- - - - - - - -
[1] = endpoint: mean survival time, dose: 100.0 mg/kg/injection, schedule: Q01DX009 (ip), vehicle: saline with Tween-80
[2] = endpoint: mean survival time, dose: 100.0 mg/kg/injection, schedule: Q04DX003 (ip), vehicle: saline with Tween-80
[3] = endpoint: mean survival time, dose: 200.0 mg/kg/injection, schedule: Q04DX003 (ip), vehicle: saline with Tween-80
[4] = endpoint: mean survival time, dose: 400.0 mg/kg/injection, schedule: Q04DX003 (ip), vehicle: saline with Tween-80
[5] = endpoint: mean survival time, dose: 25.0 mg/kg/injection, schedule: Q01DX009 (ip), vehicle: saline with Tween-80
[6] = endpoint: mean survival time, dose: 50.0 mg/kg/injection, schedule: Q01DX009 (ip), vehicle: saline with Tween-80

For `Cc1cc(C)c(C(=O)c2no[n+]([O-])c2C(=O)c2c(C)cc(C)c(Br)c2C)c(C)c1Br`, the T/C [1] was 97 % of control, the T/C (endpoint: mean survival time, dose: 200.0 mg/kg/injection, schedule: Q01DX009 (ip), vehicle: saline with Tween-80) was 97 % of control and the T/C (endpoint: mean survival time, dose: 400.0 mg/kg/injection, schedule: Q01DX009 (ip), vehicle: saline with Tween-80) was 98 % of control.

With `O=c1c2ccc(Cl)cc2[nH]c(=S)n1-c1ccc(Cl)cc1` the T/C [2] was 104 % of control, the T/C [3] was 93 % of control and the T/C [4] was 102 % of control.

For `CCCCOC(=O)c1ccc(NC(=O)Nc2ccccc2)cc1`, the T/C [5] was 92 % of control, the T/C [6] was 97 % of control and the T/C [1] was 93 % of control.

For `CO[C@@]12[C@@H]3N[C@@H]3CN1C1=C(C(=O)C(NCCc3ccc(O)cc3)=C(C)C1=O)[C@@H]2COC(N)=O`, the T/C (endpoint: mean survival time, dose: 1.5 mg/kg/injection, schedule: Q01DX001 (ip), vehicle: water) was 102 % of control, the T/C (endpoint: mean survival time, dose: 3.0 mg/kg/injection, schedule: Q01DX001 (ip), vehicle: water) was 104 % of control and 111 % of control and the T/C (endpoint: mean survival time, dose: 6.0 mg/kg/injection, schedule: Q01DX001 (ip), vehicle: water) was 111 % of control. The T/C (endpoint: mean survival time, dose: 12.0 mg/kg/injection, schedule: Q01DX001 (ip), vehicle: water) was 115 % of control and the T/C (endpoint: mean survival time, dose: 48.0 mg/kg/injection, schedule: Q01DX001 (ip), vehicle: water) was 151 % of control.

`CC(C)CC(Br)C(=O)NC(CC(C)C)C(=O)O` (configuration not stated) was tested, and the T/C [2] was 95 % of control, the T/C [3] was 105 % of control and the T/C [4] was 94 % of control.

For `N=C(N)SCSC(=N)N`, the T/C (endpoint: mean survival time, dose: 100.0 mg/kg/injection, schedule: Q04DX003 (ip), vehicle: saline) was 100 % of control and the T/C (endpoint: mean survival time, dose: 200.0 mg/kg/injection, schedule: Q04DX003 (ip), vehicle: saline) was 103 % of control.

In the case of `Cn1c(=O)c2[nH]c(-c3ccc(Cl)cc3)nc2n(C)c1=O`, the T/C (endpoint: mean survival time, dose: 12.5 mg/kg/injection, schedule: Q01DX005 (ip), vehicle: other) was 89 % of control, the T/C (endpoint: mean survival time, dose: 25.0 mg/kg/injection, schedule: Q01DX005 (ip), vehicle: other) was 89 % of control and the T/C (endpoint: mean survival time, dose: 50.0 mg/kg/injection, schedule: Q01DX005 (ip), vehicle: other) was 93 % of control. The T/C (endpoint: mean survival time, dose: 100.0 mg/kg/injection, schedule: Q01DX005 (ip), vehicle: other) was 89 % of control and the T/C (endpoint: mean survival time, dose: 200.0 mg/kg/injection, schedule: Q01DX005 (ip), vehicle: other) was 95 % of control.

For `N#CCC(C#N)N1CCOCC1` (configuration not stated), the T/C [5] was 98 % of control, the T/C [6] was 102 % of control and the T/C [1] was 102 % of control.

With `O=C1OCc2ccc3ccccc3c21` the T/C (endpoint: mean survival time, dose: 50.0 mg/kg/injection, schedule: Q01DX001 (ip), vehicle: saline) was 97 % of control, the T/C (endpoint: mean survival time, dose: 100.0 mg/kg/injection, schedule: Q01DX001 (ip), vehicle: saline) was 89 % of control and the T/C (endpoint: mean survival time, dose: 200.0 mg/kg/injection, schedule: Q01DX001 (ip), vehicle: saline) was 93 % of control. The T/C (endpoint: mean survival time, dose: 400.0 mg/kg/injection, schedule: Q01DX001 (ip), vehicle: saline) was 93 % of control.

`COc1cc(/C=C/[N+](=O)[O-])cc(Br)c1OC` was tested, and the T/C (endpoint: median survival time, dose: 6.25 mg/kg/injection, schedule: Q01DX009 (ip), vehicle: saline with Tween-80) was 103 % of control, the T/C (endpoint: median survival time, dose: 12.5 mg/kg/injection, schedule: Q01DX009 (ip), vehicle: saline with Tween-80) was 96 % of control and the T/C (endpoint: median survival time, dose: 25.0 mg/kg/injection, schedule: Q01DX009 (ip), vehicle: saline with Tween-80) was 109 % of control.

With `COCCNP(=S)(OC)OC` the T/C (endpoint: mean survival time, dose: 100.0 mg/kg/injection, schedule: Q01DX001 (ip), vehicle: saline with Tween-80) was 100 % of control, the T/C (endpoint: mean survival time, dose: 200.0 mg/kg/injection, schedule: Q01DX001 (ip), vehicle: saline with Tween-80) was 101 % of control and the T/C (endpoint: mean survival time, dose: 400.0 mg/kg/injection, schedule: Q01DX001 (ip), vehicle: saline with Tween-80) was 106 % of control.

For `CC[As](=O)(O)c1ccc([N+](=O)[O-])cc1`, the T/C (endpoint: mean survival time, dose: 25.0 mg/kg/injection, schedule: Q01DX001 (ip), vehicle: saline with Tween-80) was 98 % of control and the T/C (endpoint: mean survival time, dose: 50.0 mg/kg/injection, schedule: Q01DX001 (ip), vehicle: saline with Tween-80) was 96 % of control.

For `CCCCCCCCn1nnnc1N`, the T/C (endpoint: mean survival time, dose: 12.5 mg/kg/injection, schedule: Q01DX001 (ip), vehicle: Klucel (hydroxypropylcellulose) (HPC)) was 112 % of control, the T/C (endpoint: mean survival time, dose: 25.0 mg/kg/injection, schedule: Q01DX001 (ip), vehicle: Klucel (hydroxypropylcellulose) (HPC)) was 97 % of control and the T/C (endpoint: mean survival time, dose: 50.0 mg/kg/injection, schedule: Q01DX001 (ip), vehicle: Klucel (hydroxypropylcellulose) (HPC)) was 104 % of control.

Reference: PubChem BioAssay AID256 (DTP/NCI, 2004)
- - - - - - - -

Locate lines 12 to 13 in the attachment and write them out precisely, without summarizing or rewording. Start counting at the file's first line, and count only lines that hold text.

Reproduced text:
For `N=C(N)SCSC(=N)N`, the T/C (endpoint: mean survival time, dose: 100.0 mg/kg/injection, schedule: Q04DX003 (ip), vehicle: saline) was 100 % of control and the T/C (endpoint: mean survival time, dose: 200.0 mg/kg/injection, schedule: Q04DX003 (ip), vehicle: saline) was 103 % of control.

In the case of `Cn1c(=O)c2[nH]c(-c3ccc(Cl)cc3)nc2n(C)c1=O`, the T/C (endpoint: mean survival time, dose: 12.5 mg/kg/injection, schedule: Q01DX005 (ip), vehicle: other) was 89 % of control, the T/C (endpoint: mean survival time, dose: 25.0 mg/kg/injection, schedule: Q01DX005 (ip), vehicle: other) was 89 % of control and the T/C (endpoint: mean survival time, dose: 50.0 mg/kg/injection, schedule: Q01DX005 (ip), vehicle: other) was 93 % of control. The T/C (endpoint: mean survival time, dose: 100.0 mg/kg/injection, schedule: Q01DX005 (ip), vehicle: other) was 89 % of control and the T/C (endpoint: mean survival time, dose: 200.0 mg/kg/injection, schedule: Q01DX005 (ip), vehicle: other) was 95 % of control.